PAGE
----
Paul: You understand why she is not ready to bring up a child at this point in her life. At least, she knows that about herself. I knew that Lily was going to have so much of the dialogue that whomever I cast in that role was going to have to be really interesting to look at and able to keep their emotions close to the surface. I thought Julia was lovely and that she was her age. That character, Sage, doesn’t know how to articulate herself. She is just trying to get ahold of the reigns of her life.
Lily really kind of loved her from the first time they met. Sometimes you have this image of an actor as someone who is very ambitious and working angles, but Julia is clearly the opposite. There is something quirky and not of this time about her. Like me, Lily is a huge film buff. So I bet that for Lily also, there was something subconscious about how Julia looks a little bit as if she stepped out of the 1930s.
Sophia: How did you cast the car, that wonderful 1955 Dodge Royal that grandma and granddaughter use on their quest?
Paul: I was just looking for a car, and I called Lily up (as I did with everything in this movie) and said, “Hey, I’m going to be picking a car. What kind of a car do you think Elle would drive?” And she said, “Well, why don’t you come to my house because I’ve got something sitting in my garage that I haven’t driven for twenty years. Jane has forbade me from driving it because it is not in great shape.” So I went over, and the thing was fantastic. It was so full of personality. It was this big boat that I knew I could fit a camera into. We had it tuned up, and Lily is actually able to drive it. There are a couple of shots of the two of them driving from behind, for which I was sitting with a wig in the driver’s seat — so I know first-hand just how terrifying that car is to drive! You kind of have to press the brake down well before you’re going to stop. It was really fortuitous.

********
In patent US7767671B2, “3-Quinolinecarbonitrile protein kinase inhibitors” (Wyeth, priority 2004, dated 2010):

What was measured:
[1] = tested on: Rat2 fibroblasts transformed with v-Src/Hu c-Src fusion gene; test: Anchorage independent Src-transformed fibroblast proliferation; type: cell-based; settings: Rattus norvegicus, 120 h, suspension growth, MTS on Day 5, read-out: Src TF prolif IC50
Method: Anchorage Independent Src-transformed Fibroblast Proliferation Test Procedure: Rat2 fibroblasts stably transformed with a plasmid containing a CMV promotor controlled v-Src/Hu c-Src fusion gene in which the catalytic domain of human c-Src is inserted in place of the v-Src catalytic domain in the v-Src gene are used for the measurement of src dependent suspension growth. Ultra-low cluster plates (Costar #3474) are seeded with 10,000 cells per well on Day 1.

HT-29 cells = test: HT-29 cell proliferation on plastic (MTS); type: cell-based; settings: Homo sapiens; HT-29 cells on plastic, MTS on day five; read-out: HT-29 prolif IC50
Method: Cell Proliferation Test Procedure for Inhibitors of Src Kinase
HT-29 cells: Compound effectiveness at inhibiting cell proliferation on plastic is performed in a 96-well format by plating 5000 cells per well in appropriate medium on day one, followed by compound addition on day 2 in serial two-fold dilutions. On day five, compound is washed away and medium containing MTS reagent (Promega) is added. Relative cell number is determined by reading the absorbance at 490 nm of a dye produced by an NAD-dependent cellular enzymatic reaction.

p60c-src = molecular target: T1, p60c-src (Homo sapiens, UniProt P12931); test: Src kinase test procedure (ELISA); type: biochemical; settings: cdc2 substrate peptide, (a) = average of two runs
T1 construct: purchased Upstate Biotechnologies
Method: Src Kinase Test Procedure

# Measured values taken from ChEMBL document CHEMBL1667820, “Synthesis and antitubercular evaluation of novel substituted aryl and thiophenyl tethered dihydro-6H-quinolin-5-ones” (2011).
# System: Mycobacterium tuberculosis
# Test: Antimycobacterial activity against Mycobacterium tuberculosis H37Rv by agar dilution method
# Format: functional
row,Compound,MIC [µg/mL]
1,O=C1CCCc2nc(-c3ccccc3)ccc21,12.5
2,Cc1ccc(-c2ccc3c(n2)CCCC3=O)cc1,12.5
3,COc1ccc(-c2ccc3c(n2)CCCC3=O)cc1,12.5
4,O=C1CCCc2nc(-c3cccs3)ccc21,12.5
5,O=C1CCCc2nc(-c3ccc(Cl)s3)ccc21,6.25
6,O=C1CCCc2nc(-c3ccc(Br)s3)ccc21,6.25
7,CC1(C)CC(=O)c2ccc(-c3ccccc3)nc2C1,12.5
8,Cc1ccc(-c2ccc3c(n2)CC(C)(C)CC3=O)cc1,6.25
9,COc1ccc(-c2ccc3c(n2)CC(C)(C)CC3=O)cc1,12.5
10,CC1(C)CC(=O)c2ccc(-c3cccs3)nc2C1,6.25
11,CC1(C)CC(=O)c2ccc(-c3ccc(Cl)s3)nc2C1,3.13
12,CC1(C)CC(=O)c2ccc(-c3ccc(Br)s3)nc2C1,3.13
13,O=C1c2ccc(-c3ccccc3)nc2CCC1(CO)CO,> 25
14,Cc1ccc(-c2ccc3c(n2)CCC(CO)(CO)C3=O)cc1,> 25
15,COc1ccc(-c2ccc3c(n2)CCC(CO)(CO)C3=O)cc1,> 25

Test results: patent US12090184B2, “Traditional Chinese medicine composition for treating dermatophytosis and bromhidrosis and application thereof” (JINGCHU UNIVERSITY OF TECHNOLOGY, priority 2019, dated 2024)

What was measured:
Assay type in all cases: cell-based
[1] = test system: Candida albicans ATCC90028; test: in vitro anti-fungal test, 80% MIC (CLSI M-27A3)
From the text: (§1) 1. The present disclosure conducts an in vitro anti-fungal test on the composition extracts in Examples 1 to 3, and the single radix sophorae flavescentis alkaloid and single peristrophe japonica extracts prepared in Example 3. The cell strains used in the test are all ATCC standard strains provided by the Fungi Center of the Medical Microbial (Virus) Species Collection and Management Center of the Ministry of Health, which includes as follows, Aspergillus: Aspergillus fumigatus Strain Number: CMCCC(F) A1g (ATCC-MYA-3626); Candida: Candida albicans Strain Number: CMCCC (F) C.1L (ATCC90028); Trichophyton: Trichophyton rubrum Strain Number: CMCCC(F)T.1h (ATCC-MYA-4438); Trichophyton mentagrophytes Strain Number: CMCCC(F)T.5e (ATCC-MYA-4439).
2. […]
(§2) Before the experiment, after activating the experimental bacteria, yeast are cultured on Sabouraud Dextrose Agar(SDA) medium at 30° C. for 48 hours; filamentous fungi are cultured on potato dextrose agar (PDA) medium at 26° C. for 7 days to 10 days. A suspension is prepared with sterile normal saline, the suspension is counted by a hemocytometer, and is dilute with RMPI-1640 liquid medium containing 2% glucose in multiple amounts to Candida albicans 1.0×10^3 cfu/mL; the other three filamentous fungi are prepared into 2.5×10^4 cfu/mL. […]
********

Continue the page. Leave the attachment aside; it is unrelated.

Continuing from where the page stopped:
Sophia: You had previously mentioned the scene where Grandma shakes down baby-daddy Cam for the money for the abortion — which is just hysterical. When being questioned about whether they used a condom, Cam defends himself, saying: “Look, she said it wasn’t her time.” Elle counters: “What are you a moron? … What are you both morons? Don’t they teach kids sex ed anymore?” I feel like this movie picks up the burden in assuming moral responsibility for sexual education that has been forsaken by the schools, to offer some straight talk about abortions.
Paul: Yeah, we’re in litigious days. It’s true. The fact that his term for the quote-unquote “rhythm method” of birth control is: “It’s not your time” — is such mumbo-jumbo. The movie is party about how much we have forgotten or erased, or about how much we are afraid of teaching kids now.
Sophia: As a parent, have you broached these issues yet with your kids?
Paul: I have an eleven year old daughter, and yes, we’ve discussed what abortion is. We’ve discussed women’s rights. She is a staunch defender of gay rights. The other day at school, there were a couple of boys who were giving a hard time to a girl with two dads, and my daughter started arguing with them. They called my daughter a lesbian, and she reported them to her teacher who sent them all to the principal’s office. They were so naïve, the two boys lied claiming that my daughter had called them lesbians. (So, possibly they didn’t know exactly what the word meant.)
Sophia: In preparing for this interview, I was curious to learn that you are also a playwright. How does that process of being a playwright compare to being a screenwriter?
Paul: It’s a totally different rhythm. I am very lucky to get to do it. It gives you a different perspective on budgets and what a low budget in film is — because inevitably, your play is lower budget than that! If you do your job properly as a film director, at some point, the film is in the hands of the actors. But in theatre, literally, they’re editing their own performances as they are doing it. Everything is in the hands of the actors, which makes it really fun.
Sophia: Do you have anything in the New York theatres that we could see this fall?
Paul: I wish. My last play, Lonely I’m Not, featured Topher Grace and Olivia Thirlby. It was about a guy who had a breakdown. I don’t know if you ever saw my film, In Good Company with Topher and Dennis Quaid? (That’s a cool film. If you like About a Boy, you would like that film.) Anyway, I took that same character from my film, In Good Company, and I wrote a play about him.